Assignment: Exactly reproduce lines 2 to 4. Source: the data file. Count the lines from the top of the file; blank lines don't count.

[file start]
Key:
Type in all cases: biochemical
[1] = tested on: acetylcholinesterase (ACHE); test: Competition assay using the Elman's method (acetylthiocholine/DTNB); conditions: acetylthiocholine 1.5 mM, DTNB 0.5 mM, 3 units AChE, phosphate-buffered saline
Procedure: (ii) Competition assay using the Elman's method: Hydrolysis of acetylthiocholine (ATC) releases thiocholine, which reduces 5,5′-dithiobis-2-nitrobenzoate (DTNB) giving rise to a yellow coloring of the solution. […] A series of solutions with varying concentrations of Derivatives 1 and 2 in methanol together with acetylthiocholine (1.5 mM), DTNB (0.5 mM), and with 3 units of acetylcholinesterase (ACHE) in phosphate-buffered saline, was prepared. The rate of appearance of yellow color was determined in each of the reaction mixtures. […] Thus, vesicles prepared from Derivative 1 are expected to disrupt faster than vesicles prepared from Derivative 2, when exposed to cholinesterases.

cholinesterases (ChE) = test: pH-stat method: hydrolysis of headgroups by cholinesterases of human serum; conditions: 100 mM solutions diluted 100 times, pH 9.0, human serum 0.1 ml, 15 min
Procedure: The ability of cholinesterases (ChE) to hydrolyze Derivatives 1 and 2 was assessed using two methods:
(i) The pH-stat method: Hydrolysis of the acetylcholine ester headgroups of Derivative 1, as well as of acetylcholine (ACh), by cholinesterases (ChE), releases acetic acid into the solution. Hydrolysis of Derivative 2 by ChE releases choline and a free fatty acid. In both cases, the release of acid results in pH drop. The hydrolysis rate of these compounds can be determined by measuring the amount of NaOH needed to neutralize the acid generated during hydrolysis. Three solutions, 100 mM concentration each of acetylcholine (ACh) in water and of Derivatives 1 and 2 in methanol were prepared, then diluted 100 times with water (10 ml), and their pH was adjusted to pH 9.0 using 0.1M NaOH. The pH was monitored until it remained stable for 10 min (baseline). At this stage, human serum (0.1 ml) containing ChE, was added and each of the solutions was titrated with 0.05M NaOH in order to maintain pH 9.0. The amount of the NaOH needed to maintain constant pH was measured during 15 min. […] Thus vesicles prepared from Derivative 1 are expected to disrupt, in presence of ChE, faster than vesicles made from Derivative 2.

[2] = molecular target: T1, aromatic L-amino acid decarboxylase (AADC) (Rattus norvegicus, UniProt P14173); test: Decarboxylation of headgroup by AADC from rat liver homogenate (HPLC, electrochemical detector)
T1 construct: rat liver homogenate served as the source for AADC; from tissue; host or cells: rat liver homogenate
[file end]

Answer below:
Type in all cases: biochemical
[1] = tested on: acetylcholinesterase (ACHE); test: Competition assay using the Elman's method (acetylthiocholine/DTNB); conditions: acetylthiocholine 1.5 mM, DTNB 0.5 mM, 3 units AChE, phosphate-buffered saline
Procedure: (ii) Competition assay using the Elman's method: Hydrolysis of acetylthiocholine (ATC) releases thiocholine, which reduces 5,5′-dithiobis-2-nitrobenzoate (DTNB) giving rise to a yellow coloring of the solution. […] A series of solutions with varying concentrations of Derivatives 1 and 2 in methanol together with acetylthiocholine (1.5 mM), DTNB (0.5 mM), and with 3 units of acetylcholinesterase (ACHE) in phosphate-buffered saline, was prepared. The rate of appearance of yellow color was determined in each of the reaction mixtures. […] Thus, vesicles prepared from Derivative 1 are expected to disrupt faster than vesicles prepared from Derivative 2, when exposed to cholinesterases.